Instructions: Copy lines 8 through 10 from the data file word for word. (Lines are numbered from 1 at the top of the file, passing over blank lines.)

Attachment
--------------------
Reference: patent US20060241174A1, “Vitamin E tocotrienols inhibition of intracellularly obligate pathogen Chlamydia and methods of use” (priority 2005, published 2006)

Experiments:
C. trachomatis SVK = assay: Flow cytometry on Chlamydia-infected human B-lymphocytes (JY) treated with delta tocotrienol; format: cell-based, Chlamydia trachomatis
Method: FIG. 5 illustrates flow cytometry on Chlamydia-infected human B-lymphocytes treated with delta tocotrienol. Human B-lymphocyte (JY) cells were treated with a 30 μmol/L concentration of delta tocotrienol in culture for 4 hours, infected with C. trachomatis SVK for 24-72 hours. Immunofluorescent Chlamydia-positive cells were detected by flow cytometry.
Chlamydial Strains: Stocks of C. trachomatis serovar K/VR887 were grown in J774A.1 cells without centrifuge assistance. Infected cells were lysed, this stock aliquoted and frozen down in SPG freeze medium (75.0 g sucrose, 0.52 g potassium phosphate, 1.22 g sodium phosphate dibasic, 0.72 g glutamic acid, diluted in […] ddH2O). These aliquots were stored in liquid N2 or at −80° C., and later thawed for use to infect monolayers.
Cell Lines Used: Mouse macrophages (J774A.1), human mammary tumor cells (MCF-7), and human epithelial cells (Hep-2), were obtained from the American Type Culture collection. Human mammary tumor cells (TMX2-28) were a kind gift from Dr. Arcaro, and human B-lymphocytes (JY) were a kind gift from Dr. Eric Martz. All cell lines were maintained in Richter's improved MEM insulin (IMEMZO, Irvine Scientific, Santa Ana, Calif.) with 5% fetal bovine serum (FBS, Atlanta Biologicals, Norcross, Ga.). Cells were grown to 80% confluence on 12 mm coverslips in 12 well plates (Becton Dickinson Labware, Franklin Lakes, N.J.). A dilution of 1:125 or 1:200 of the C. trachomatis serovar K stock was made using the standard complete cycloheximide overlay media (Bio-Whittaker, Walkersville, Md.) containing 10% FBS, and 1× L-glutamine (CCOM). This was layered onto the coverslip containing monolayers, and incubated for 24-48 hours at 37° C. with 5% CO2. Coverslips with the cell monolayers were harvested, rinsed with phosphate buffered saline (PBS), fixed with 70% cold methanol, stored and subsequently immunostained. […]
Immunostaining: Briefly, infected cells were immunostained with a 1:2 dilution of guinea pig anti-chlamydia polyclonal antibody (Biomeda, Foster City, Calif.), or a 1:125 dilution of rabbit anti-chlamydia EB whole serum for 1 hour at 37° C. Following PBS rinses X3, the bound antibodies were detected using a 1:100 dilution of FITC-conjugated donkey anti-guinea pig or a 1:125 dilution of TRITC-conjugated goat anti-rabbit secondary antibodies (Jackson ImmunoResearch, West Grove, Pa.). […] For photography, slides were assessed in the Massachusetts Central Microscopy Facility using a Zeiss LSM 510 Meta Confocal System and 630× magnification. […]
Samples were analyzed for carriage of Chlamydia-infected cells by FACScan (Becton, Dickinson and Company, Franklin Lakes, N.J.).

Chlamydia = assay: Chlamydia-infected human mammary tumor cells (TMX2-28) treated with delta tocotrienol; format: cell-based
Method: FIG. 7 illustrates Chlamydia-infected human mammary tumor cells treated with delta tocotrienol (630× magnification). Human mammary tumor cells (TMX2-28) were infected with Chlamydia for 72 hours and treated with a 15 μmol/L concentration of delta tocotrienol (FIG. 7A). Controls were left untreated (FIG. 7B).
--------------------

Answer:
Samples were analyzed for carriage of Chlamydia-infected cells by FACScan (Becton, Dickinson and Company, Franklin Lakes, N.J.).

Chlamydia = assay: Chlamydia-infected human mammary tumor cells (TMX2-28) treated with delta tocotrienol; format: cell-based
Method: FIG. 7 illustrates Chlamydia-infected human mammary tumor cells treated with delta tocotrienol (630× magnification). Human mammary tumor cells (TMX2-28) were infected with Chlamydia for 72 hours and treated with a 15 μmol/L concentration of delta tocotrienol (FIG. 7A). Controls were left untreated (FIG. 7B).